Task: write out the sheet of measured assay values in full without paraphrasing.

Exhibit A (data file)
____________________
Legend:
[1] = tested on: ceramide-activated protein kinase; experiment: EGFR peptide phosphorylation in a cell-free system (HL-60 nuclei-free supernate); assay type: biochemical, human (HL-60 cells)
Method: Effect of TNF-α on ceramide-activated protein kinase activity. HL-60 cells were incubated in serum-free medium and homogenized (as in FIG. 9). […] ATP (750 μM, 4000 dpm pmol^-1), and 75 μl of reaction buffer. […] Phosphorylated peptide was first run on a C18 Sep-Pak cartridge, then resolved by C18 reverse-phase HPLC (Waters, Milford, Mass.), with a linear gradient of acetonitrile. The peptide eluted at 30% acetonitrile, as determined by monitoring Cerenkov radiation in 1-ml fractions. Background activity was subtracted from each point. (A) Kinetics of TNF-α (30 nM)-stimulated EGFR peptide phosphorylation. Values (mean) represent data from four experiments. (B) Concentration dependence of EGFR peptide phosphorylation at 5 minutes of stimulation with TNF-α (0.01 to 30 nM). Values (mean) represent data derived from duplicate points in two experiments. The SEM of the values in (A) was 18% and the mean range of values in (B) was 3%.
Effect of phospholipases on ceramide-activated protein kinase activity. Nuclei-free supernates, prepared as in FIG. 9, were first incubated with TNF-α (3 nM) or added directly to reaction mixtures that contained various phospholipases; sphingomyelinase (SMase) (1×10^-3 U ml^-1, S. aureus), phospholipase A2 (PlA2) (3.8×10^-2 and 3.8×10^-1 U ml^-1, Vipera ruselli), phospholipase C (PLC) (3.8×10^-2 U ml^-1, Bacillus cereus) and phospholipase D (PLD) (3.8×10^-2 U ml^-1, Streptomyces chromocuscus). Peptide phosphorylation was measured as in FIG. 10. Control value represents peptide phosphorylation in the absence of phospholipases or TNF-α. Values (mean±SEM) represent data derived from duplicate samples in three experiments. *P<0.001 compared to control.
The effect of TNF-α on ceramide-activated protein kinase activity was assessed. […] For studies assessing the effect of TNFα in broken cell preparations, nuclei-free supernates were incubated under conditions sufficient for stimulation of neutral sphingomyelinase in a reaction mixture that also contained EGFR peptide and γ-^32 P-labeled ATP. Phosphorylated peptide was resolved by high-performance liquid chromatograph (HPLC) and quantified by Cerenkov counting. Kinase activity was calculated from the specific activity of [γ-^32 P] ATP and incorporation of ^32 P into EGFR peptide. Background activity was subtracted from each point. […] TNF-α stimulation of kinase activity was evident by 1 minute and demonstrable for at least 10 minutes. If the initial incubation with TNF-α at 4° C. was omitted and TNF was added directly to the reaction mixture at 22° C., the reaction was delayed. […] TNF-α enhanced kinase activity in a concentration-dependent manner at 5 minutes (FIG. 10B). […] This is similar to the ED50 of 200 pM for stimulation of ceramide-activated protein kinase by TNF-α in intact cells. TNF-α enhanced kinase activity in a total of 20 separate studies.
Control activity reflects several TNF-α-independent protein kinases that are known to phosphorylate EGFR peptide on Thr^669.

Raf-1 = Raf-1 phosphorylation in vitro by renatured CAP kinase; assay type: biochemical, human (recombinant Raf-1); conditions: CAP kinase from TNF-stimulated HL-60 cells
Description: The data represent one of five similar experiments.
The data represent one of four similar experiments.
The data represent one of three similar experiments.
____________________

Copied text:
Legend:
[1] = tested on: ceramide-activated protein kinase; experiment: EGFR peptide phosphorylation in a cell-free system (HL-60 nuclei-free supernate); assay type: biochemical, human (HL-60 cells)
Method: Effect of TNF-α on ceramide-activated protein kinase activity. HL-60 cells were incubated in serum-free medium and homogenized (as in FIG. 9). […] ATP (750 μM, 4000 dpm pmol^-1), and 75 μl of reaction buffer. […] Phosphorylated peptide was first run on a C18 Sep-Pak cartridge, then resolved by C18 reverse-phase HPLC (Waters, Milford, Mass.), with a linear gradient of acetonitrile. The peptide eluted at 30% acetonitrile, as determined by monitoring Cerenkov radiation in 1-ml fractions. Background activity was subtracted from each point. (A) Kinetics of TNF-α (30 nM)-stimulated EGFR peptide phosphorylation. Values (mean) represent data from four experiments. (B) Concentration dependence of EGFR peptide phosphorylation at 5 minutes of stimulation with TNF-α (0.01 to 30 nM). Values (mean) represent data derived from duplicate points in two experiments. The SEM of the values in (A) was 18% and the mean range of values in (B) was 3%.
Effect of phospholipases on ceramide-activated protein kinase activity. Nuclei-free supernates, prepared as in FIG. 9, were first incubated with TNF-α (3 nM) or added directly to reaction mixtures that contained various phospholipases; sphingomyelinase (SMase) (1×10^-3 U ml^-1, S. aureus), phospholipase A2 (PlA2) (3.8×10^-2 and 3.8×10^-1 U ml^-1, Vipera ruselli), phospholipase C (PLC) (3.8×10^-2 U ml^-1, Bacillus cereus) and phospholipase D (PLD) (3.8×10^-2 U ml^-1, Streptomyces chromocuscus). Peptide phosphorylation was measured as in FIG. 10. Control value represents peptide phosphorylation in the absence of phospholipases or TNF-α. Values (mean±SEM) represent data derived from duplicate samples in three experiments. *P<0.001 compared to control.
The effect of TNF-α on ceramide-activated protein kinase activity was assessed. […] For studies assessing the effect of TNFα in broken cell preparations, nuclei-free supernates were incubated under conditions sufficient for stimulation of neutral sphingomyelinase in a reaction mixture that also contained EGFR peptide and γ-^32 P-labeled ATP. Phosphorylated peptide was resolved by high-performance liquid chromatograph (HPLC) and quantified by Cerenkov counting. Kinase activity was calculated from the specific activity of [γ-^32 P] ATP and incorporation of ^32 P into EGFR peptide. Background activity was subtracted from each point. […] TNF-α stimulation of kinase activity was evident by 1 minute and demonstrable for at least 10 minutes. If the initial incubation with TNF-α at 4° C. was omitted and TNF was added directly to the reaction mixture at 22° C., the reaction was delayed. […] TNF-α enhanced kinase activity in a concentration-dependent manner at 5 minutes (FIG. 10B). […] This is similar to the ED50 of 200 pM for stimulation of ceramide-activated protein kinase by TNF-α in intact cells. TNF-α enhanced kinase activity in a total of 20 separate studies.
Control activity reflects several TNF-α-independent protein kinases that are known to phosphorylate EGFR peptide on Thr^669.

Raf-1 = Raf-1 phosphorylation in vitro by renatured CAP kinase; assay type: biochemical, human (recombinant Raf-1); conditions: CAP kinase from TNF-stimulated HL-60 cells
Description: The data represent one of five similar experiments.
The data represent one of four similar experiments.
The data represent one of three similar experiments.